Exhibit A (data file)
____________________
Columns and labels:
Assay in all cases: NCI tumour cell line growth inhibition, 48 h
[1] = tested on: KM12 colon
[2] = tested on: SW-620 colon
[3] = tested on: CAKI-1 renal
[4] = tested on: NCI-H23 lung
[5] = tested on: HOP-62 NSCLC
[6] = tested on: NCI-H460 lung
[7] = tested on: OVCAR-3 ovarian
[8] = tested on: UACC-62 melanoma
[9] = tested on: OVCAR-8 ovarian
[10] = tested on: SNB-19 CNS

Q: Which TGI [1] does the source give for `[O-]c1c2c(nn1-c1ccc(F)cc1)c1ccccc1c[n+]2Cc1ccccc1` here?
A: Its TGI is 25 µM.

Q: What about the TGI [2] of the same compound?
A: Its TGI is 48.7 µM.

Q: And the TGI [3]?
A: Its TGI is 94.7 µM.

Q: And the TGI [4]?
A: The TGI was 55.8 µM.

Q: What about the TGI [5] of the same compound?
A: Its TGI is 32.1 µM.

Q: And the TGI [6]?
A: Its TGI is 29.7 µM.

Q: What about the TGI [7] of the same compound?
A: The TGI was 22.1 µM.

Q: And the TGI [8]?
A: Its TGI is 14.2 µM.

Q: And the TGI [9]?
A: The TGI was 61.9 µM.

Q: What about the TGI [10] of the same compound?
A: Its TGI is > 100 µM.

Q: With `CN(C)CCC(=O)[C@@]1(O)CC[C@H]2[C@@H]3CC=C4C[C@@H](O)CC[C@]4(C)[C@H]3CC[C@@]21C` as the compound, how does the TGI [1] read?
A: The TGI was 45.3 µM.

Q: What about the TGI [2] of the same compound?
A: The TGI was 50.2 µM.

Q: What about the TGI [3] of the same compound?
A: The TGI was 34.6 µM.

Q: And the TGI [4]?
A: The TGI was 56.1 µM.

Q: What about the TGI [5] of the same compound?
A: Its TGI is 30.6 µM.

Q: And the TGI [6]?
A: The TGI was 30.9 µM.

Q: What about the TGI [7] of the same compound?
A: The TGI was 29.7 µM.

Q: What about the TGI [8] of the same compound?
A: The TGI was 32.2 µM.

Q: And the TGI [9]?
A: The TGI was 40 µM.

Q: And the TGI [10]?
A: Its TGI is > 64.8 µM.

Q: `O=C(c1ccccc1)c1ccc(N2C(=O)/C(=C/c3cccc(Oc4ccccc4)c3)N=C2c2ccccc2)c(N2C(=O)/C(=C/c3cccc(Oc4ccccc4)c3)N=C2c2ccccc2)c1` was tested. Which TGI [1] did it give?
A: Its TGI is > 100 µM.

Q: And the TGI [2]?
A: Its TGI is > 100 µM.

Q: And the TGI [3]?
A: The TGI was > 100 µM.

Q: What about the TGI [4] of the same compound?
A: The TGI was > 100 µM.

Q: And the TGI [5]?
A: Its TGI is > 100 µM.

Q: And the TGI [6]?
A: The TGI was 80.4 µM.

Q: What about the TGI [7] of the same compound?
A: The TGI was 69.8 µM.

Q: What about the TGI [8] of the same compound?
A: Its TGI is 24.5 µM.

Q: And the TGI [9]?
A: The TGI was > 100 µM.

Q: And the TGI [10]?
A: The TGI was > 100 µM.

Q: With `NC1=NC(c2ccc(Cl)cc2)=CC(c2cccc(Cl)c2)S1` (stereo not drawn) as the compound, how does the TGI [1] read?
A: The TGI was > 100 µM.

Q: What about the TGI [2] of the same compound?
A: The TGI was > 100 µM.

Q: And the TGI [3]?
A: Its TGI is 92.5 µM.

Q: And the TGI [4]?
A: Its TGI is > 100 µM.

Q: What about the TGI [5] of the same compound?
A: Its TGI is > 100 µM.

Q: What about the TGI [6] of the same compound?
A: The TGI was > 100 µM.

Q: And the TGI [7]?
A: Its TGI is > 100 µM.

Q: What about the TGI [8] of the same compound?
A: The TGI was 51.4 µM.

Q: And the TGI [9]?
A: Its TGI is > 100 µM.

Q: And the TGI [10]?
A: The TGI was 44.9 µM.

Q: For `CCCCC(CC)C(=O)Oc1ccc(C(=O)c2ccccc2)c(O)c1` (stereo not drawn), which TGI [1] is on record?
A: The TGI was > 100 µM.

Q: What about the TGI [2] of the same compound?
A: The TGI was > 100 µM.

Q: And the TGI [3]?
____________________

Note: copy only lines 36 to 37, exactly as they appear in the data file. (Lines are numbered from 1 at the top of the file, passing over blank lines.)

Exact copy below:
A: The TGI was 50.2 µM.

Q: What about the TGI [3] of the same compound?